Startups Mansion is the brainchild of Spaniards Pascual Aparicio, Ignacio Hojas and Carlos de Ory, who say they grew tired of the problems they faced trying to get their tech startups going in Spain, and so moved to San Francisco. To fund their projects they decided to set up a business incubator with other like-minded Spaniards. They put the idea out on the social networks, and soon found 750 people in Spain prepared to make the move. After selecting 31, they then decided on Brooklyn, where they found a large house with a garage owned by a Chinese family.
The three-month stay in StartupsMansion costs around €2,000, including flight, lodging, a work-station, and the contacts needed to make a start. The program has three phases: an initial contact where participants meet and get to know each other; the development stage, which sees an idea either take shape or be abandoned; and the close, when the results are evaluated. “Our philosophy is: make a lot of mistakes, make them early, and do so as cheaply as possible. The idea is to see if we can do something with the resources at our disposal. We’re satisfied. We want the program to last,” says Aparicio.So far;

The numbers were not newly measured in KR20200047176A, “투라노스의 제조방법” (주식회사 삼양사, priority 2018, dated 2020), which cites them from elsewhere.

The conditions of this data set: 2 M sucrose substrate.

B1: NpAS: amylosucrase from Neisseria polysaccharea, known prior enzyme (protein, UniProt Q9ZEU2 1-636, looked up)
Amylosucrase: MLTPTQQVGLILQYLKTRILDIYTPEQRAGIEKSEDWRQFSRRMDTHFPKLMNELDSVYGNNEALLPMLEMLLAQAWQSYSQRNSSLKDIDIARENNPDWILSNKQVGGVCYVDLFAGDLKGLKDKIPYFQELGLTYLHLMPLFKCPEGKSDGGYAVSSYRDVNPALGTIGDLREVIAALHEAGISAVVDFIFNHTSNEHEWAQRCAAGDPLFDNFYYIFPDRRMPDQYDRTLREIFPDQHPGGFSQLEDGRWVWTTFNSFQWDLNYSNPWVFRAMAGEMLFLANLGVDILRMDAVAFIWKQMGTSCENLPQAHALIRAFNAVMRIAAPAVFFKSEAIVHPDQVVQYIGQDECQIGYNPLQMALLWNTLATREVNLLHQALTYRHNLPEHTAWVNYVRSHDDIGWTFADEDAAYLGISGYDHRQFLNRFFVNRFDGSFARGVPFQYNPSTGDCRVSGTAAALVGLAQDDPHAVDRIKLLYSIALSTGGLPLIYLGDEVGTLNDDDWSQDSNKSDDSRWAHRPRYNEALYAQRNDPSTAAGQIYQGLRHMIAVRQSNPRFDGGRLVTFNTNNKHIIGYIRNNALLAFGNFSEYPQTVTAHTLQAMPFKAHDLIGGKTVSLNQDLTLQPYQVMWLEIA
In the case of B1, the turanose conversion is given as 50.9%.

Eduardo Jorgensen, aged 22, is a medical student trying to apply technology through his startup MedicSen. He came to StartupsMansion to find backers for a sticking plaster that helps diabetics manage their blood sugar levels. He has since joined forces with Merche Sánchez to set up Mistery Tour, a travel platform that provides last-minute cheap airline tickets.
Xavier Barata is the 32-year-old founder of King of App, a cellphone applications platform. He’s looking for investors, and has so far managed to secure a stand at the upcoming MobileWorld Congress in Barcelona.as well as;
Abdón Rodríguez, 22, says he has made major improvements to his videogame War of Sides after testing it out on his roommates. Manuel Zafra has used his time to launch a subscription app, as well as to develop a cellphone application that, once you provide it with your measurements, tells you which clothing brand best suits you. His floor-mates Miriam Alcaide and Elena Yepes, aged 31 and 32 respectively, are working on Tweettohelp, which links business, NGOs, and social network users to work on corporate social responsibility. “For each tweet, a company plants a tree. The idea has been well received by NGOs over here,” says Miriam.The socialist Spanish Earth wasn't so fertile, after all.